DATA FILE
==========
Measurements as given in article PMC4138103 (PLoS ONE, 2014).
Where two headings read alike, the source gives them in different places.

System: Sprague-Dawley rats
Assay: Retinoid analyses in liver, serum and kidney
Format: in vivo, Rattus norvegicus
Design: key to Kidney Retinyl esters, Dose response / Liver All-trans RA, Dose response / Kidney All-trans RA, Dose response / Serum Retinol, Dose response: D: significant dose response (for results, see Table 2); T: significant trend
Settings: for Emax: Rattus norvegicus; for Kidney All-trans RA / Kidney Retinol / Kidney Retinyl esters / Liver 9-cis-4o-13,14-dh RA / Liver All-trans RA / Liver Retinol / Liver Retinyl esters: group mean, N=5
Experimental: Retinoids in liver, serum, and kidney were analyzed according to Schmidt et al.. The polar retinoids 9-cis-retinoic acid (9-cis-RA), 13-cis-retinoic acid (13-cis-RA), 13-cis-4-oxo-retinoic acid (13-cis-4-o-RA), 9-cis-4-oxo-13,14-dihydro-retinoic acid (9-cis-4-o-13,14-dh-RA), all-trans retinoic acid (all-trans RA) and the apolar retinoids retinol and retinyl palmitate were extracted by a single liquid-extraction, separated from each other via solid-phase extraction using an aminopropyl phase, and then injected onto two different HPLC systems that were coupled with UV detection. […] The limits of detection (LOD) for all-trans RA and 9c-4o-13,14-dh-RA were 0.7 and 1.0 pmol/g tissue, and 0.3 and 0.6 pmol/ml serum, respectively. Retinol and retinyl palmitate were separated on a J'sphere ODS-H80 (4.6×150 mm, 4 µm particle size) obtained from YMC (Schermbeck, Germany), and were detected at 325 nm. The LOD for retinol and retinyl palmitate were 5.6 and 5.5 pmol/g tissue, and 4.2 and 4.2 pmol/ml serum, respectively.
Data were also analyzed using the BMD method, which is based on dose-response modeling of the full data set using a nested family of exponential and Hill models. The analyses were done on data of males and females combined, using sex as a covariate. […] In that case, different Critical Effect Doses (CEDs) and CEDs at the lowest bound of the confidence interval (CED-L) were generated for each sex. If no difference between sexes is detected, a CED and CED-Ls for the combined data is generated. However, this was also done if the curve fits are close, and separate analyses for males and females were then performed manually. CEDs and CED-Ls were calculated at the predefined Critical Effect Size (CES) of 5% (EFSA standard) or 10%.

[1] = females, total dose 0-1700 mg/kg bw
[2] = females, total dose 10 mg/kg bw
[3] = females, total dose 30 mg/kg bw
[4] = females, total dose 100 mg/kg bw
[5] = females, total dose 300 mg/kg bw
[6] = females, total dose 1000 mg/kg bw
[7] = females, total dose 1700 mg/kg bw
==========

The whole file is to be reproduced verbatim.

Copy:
Measurements as given in article PMC4138103 (PLoS ONE, 2014).
Where two headings read alike, the source gives them in different places.

System: Sprague-Dawley rats
Assay: Retinoid analyses in liver, serum and kidney
Format: in vivo, Rattus norvegicus
Design: key to Kidney Retinyl esters, Dose response / Liver All-trans RA, Dose response / Kidney All-trans RA, Dose response / Serum Retinol, Dose response: D: significant dose response (for results, see Table 2); T: significant trend
Settings: for Emax: Rattus norvegicus; for Kidney All-trans RA / Kidney Retinol / Kidney Retinyl esters / Liver 9-cis-4o-13,14-dh RA / Liver All-trans RA / Liver Retinol / Liver Retinyl esters: group mean, N=5
Experimental: Retinoids in liver, serum, and kidney were analyzed according to Schmidt et al.. The polar retinoids 9-cis-retinoic acid (9-cis-RA), 13-cis-retinoic acid (13-cis-RA), 13-cis-4-oxo-retinoic acid (13-cis-4-o-RA), 9-cis-4-oxo-13,14-dihydro-retinoic acid (9-cis-4-o-13,14-dh-RA), all-trans retinoic acid (all-trans RA) and the apolar retinoids retinol and retinyl palmitate were extracted by a single liquid-extraction, separated from each other via solid-phase extraction using an aminopropyl phase, and then injected onto two different HPLC systems that were coupled with UV detection. […] The limits of detection (LOD) for all-trans RA and 9c-4o-13,14-dh-RA were 0.7 and 1.0 pmol/g tissue, and 0.3 and 0.6 pmol/ml serum, respectively. Retinol and retinyl palmitate were separated on a J'sphere ODS-H80 (4.6×150 mm, 4 µm particle size) obtained from YMC (Schermbeck, Germany), and were detected at 325 nm. The LOD for retinol and retinyl palmitate were 5.6 and 5.5 pmol/g tissue, and 4.2 and 4.2 pmol/ml serum, respectively.
Data were also analyzed using the BMD method, which is based on dose-response modeling of the full data set using a nested family of exponential and Hill models. The analyses were done on data of males and females combined, using sex as a covariate. […] In that case, different Critical Effect Doses (CEDs) and CEDs at the lowest bound of the confidence interval (CED-L) were generated for each sex. If no difference between sexes is detected, a CED and CED-Ls for the combined data is generated. However, this was also done if the curve fits are close, and separate analyses for males and females were then performed manually. CEDs and CED-Ls were calculated at the predefined Critical Effect Size (CES) of 5% (EFSA standard) or 10%.

[1] = females, total dose 0-1700 mg/kg bw
[2] = females, total dose 10 mg/kg bw
[3] = females, total dose 30 mg/kg bw
[4] = females, total dose 100 mg/kg bw
[5] = females, total dose 300 mg/kg bw
[6] = females, total dose 1000 mg/kg bw
[7] = females, total dose 1700 mg/kg bw